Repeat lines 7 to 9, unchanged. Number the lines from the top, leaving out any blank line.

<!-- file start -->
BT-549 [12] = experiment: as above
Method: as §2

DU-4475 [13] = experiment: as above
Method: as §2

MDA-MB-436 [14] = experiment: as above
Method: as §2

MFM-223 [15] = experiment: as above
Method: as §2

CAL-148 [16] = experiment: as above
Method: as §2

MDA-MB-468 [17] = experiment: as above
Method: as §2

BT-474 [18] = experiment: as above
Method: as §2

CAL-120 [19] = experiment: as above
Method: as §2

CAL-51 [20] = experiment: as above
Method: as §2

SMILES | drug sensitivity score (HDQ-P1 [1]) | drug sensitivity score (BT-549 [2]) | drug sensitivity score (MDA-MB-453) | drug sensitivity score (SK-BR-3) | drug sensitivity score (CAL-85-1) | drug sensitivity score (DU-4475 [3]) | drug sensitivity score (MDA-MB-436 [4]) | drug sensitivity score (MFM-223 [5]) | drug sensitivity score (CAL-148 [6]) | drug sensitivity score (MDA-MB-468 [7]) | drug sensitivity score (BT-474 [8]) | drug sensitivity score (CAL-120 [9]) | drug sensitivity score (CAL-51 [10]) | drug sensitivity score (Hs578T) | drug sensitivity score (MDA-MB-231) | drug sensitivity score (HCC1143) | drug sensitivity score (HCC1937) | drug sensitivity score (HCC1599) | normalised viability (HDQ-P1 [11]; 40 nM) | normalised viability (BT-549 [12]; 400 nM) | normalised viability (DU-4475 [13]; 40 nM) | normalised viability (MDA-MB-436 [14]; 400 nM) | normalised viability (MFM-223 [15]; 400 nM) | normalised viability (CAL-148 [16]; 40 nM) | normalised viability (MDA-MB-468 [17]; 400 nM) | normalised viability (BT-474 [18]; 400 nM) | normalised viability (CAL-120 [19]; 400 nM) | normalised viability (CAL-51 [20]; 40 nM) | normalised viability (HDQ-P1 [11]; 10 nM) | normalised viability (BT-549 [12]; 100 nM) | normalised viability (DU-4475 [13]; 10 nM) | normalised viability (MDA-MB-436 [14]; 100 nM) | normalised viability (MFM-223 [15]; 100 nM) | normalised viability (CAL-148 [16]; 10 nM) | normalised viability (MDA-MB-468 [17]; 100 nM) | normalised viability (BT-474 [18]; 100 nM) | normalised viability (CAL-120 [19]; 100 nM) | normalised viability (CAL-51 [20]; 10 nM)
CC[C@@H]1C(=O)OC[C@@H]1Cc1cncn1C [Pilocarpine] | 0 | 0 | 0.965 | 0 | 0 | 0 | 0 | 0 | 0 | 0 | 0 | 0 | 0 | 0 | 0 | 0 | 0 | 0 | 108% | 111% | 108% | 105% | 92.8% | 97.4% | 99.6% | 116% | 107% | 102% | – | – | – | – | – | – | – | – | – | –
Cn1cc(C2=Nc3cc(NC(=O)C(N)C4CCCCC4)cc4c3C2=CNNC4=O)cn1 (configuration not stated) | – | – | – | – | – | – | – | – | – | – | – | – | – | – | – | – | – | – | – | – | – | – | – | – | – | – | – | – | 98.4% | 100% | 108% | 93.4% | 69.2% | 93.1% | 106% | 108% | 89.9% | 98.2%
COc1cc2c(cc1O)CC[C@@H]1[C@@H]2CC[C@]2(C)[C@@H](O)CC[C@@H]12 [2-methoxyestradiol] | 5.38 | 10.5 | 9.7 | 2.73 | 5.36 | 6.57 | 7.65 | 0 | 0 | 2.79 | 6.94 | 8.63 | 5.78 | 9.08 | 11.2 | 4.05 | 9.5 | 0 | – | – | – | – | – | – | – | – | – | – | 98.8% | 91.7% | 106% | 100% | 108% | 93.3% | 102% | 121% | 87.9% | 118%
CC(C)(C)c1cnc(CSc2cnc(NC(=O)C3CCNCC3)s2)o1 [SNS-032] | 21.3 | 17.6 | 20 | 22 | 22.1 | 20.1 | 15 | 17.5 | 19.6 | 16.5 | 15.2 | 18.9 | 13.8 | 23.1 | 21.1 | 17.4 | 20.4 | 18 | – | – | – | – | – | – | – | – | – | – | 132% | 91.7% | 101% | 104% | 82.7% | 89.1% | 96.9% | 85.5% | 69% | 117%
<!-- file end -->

MFM-223 [15] = experiment: as above
Method: as §2

CAL-148 [16] = experiment: as above